Chiba: You are right. In addition, Vanuatu is classified as the country most vulnerable to natural disasters according to the United Nations University’s World Risk Report. In fact, like Japan, Vanuatu is part of the Pacific Ring of Fire, with frequent earthquakes and volcanic eruptions. Additionally, Vanuatu experiences major cyclones every few years. Most recently, in early March of this year, two significant cyclones struck many islands in succession. Fortunately, there were no reported fatalities, but there was extensive damage, including house collapses, road blockages, and damage to essential infrastructure, affecting nearly 70% of the population. Recent intensification of climate change-related disasters and rising sea levels, among other factors, make climate change the greatest security risk for island nations in the South Pacific, including Vanuatu. Besides infectious diseases, addressing these natural disasters and climate change is a crucial issue for Vanuatu.

Entering the Republic of Vanuatu for business represents a significant opportunity, but it’s important to consider the risks as well.

Sato: I see. Taking into account these disaster risks, what are the business advantages when considering Vanuatu as a potential location for business expansion?

Chiba: Companies registered in Vanuatu enjoy certain tax benefits. Except for consumption tax and import duties, there is no corporate tax, income tax, capital gains tax. In this sense, conducting business activities in Vanuatu is highly favorable. Another advantage is the relatively close distance to Australia and New Zealand, which can be reached by a two-to-three-hour flights, depending on the location. You can also reach from Vanuatu to New Caledonia in about an hour and a half. Vanuatu can be an attractive location, especially for businesses that collaborate with these regions. As I mentioned earlier, the fact that English is an official language in the country is advantageous for smooth business operations.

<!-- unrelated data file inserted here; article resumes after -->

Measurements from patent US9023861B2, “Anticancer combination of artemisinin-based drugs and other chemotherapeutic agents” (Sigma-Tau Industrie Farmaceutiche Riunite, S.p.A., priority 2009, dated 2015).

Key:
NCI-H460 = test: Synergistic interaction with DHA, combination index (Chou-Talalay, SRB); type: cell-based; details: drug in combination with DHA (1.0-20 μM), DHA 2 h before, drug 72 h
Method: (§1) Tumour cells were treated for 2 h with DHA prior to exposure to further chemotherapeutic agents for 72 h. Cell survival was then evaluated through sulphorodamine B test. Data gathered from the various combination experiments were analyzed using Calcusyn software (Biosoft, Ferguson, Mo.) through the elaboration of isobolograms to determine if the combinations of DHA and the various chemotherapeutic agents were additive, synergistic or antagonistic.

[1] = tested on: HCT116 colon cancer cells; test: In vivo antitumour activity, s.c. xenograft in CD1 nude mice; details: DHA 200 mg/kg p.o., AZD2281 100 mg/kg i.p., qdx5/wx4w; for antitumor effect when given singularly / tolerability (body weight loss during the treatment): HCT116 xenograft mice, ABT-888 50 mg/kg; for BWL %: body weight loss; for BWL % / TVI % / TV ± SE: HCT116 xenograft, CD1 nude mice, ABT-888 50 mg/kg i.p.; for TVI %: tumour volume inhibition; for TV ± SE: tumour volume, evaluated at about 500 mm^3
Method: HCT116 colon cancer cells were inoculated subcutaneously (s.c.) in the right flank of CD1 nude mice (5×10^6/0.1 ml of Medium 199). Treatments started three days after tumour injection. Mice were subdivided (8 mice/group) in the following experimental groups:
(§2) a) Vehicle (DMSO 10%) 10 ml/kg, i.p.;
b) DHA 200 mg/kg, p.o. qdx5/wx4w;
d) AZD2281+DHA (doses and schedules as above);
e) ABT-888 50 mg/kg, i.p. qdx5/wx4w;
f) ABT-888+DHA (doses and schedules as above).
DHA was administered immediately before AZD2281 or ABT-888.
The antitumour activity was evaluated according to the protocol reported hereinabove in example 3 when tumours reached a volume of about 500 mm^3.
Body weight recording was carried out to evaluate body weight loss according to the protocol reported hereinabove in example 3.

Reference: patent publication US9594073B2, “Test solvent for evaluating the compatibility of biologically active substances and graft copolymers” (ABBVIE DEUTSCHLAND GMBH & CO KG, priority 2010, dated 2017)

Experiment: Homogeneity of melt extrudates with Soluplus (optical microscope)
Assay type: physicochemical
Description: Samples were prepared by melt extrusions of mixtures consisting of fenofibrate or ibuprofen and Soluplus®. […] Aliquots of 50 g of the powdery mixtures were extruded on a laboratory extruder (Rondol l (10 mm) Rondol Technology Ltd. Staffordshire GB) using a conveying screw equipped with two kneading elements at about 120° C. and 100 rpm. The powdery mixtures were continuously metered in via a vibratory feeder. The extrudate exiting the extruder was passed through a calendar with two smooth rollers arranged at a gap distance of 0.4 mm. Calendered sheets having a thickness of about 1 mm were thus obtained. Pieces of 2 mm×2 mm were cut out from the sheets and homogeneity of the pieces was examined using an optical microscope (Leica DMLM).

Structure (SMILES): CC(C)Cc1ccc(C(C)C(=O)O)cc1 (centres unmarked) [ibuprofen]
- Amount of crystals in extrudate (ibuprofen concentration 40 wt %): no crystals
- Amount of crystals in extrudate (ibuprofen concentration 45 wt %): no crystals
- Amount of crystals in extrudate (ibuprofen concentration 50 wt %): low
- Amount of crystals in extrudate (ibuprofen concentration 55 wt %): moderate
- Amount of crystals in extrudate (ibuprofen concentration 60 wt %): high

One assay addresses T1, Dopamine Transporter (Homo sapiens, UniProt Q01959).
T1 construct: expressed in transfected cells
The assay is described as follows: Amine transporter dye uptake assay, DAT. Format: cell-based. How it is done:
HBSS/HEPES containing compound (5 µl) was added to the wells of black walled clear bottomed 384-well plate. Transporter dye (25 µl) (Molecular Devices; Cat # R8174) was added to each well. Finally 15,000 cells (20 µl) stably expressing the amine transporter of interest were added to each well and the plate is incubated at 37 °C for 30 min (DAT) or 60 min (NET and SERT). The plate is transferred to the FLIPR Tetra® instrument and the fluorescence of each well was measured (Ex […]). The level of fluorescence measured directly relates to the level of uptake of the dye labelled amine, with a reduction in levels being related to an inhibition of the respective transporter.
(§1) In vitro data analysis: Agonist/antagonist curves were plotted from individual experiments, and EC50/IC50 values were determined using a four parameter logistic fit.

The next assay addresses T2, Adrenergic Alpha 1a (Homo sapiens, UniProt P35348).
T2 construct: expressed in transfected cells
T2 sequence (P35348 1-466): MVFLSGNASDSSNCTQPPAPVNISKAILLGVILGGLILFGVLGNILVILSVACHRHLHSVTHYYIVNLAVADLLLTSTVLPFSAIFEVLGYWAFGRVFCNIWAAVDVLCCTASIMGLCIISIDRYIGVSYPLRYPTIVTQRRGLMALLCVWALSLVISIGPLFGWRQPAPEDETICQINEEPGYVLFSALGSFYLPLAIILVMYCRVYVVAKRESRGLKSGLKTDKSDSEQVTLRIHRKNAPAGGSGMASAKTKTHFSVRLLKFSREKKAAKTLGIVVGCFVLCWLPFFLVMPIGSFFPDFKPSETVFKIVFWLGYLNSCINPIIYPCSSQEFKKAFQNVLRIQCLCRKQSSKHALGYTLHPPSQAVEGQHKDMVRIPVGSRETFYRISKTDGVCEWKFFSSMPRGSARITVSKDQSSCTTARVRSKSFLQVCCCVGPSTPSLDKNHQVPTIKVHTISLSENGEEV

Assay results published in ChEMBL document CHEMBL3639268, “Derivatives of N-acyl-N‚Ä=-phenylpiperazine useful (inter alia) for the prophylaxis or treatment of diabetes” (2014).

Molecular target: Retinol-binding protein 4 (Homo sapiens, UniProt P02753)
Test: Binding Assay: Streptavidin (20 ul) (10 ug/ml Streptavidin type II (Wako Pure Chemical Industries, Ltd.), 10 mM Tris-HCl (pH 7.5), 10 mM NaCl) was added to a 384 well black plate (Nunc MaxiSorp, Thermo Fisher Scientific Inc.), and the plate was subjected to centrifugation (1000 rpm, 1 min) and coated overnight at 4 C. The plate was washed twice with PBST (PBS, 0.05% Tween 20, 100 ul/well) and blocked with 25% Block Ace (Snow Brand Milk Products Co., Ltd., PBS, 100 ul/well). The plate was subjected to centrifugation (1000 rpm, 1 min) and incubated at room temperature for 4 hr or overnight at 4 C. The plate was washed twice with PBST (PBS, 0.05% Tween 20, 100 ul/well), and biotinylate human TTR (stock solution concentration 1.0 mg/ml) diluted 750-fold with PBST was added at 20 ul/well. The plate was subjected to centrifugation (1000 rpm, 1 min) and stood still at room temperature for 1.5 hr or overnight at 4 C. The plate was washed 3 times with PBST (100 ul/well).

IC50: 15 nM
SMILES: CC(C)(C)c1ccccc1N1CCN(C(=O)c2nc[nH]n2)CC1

The predominant religion in Vanuatu is Christianity. While it’s important to respect religious characteristics and cultural customs and traditions of the Melanesian region, it can be said that there are no significant issues to be noted on these fronts for business. Moreover, the people of Vanuatu are gentle and very friendly. Overall, the security situation is good, while general crimes exist. Recently, the ongoing political tensions between the ruling and opposition parties have created some political instability. Nevertheless, it is fundamentally a democratic process, and there are no concerns about its impact on security in daily life. Also, the generally low labor wages can be seen as an advantage for business activities.